Shalom Bayit

Parashat Nasso - Numbers 4:21 - 7:89

Babies. Isn't that what naturally comes to your mind after reading this week's Torah portion? Confused? Let me explain.

This week's reading contains an unusual ritual, the testing of the sotah (the wayward wife). This is a strange and even fantastical ritual, quite foreign and bizarre to the modern mind. To the modern ear it appears to be more akin to alchemy than biblical instruction. It goes like this: 

If a woman was suspected of adultery and had been warned in regard to certain actions that could lead to inappropriate behavior, she would be brought to the kohen (priest) in the Tabernacle to undergo this unusual interrogation. It begins with her bringing "a grain offering of jealousy, a grain offering of remembrance, bringing iniquity to remembrance" (5:15). The kohen then takes a clay pot filled with sacred water from the bronze laver of the Tabernacle and adds to it some of the dust from the floor of the Tabernacle. He then uncovers her head and places her grain offering into her hands. He then makes her swear an oath. The oath attests either to her innocence or to her guilt. If she is innocent then the waters of cursing will have no affect. If she is guilty, however, then an awful curse will come upon her that will make her "womb swell and [her] thigh fall away" (5:22). After this, the kohen writes the entire curse upon a scroll. He then scrapes off the text-which contains the Divine Name of God-into the water mixture. After this, the woman drinks the mixture of water, dust and ink and waits to see if her innards will rot.

Does this not seem a bit insane? Why would the Creator of the universe prescribe such a strange ritual filled with such mystical components to be a test against adultery? Why do we need this exotic ritual? The fact of the matter is that human nature has a tendency to incline itself towards doubt and suspicion. A suspicious and jealous husband will never have peace of mind outside of the miraculous. Nothing will ease his mind in regard to the innocence of his wife other than a confirmation from the God of the Universe himself. Therefore, God created this elaborate procedure by which a woman could be either convicted or acquitted in a case where there was just enough evidence to suspect her impropriety, but not enough evidence to convict her by the traditional means. This "trial" would settle the case once and for all. There would be no human witnesses and no jury, but there would also be no doubt. If she suffered an excruciating death her guilt would be evident. However, if she lived through the process, not only would she be completely released from any suspicion, but she would be rewarded for her endurance. And her reward would be one of the best gifts of all: babies. Yes, her womb would be opened and she would begin bearing children (5:28).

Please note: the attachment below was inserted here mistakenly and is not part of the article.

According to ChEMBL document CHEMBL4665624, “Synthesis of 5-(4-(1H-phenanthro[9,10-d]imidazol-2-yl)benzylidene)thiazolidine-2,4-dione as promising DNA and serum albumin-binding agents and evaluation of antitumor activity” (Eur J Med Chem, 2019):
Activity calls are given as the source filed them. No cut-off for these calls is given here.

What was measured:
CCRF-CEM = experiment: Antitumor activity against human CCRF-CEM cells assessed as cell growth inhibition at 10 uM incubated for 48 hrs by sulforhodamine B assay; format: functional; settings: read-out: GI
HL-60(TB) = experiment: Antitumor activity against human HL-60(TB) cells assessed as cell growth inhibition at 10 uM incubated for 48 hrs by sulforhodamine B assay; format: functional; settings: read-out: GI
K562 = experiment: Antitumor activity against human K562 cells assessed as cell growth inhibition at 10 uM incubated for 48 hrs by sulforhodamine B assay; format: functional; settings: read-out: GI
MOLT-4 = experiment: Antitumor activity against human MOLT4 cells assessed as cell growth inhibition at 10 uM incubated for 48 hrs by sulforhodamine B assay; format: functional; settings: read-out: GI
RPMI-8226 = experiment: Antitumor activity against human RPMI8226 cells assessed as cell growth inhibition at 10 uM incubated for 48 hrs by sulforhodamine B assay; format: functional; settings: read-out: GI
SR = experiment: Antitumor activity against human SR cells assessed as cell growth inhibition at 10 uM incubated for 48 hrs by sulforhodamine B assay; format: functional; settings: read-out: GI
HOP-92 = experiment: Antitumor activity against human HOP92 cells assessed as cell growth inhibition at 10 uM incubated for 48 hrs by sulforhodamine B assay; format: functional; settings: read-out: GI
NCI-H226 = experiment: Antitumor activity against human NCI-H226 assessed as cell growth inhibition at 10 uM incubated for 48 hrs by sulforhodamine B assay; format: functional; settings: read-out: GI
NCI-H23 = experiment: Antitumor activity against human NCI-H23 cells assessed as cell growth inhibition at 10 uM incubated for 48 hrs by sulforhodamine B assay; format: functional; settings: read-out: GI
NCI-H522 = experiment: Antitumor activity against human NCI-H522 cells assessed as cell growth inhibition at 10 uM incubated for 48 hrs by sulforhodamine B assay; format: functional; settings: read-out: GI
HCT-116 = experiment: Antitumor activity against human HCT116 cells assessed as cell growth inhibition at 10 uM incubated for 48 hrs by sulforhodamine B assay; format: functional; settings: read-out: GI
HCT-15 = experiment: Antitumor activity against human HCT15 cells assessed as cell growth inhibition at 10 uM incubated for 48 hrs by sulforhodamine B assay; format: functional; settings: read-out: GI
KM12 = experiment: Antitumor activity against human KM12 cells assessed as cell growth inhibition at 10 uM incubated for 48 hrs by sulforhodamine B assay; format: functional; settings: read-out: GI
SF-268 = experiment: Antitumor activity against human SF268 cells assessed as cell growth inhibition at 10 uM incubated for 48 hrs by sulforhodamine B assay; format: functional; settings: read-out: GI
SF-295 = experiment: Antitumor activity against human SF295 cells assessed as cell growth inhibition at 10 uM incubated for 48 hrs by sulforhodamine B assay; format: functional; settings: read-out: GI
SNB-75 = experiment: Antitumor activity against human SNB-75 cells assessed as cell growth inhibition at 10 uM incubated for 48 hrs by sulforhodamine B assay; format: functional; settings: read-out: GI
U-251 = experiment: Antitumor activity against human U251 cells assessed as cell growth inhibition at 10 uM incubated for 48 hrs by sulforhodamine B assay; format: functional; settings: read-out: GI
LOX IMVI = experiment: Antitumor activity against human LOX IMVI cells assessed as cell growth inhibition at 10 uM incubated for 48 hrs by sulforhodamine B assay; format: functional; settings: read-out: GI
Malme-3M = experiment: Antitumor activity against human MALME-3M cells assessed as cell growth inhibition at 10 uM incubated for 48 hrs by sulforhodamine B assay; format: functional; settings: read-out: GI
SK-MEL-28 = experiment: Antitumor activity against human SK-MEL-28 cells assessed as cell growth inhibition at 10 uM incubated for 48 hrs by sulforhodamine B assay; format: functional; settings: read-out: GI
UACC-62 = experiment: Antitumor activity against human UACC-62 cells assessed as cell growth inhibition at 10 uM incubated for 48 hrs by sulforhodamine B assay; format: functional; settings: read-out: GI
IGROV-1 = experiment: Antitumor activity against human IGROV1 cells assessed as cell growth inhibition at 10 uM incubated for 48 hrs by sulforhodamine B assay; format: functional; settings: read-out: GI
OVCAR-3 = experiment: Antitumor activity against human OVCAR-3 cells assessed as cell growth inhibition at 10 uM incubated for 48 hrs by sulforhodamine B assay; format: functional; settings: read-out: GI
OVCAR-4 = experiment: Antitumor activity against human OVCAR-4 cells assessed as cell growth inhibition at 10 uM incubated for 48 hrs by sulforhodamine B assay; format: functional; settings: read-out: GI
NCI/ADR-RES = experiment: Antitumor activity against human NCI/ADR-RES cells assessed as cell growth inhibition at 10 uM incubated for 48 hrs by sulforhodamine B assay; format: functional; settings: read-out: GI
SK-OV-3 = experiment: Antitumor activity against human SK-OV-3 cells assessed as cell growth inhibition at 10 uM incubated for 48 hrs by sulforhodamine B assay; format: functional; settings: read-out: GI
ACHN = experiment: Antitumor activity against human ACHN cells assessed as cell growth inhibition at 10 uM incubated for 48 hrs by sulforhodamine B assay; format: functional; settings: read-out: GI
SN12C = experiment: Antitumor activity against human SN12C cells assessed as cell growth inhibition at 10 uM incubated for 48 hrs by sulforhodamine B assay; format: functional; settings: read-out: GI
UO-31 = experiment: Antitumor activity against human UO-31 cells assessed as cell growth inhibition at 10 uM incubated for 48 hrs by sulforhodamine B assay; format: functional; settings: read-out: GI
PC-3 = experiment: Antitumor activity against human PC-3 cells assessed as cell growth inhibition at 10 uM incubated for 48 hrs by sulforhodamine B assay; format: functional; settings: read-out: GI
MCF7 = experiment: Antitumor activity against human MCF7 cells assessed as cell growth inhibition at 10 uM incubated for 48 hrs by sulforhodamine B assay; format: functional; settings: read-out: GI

So, what is the point of this mysterious instruction? The ultimate end-game for the test of the sotah is not necessarily the death of an adulteress, but the restoration of a home. The sages call this ultimate goal shalom bayit, or marital harmony (literally a "peaceful home"). Because a healthy marriage is so important, the God of the universe created this elaborate test by which a man and woman could be rejoined as one unit. It is so important to Him that He is willing that His name be erased and mixed with the dust of the earth in order that husband and wife would be reunited. How important is shalom bayit to you?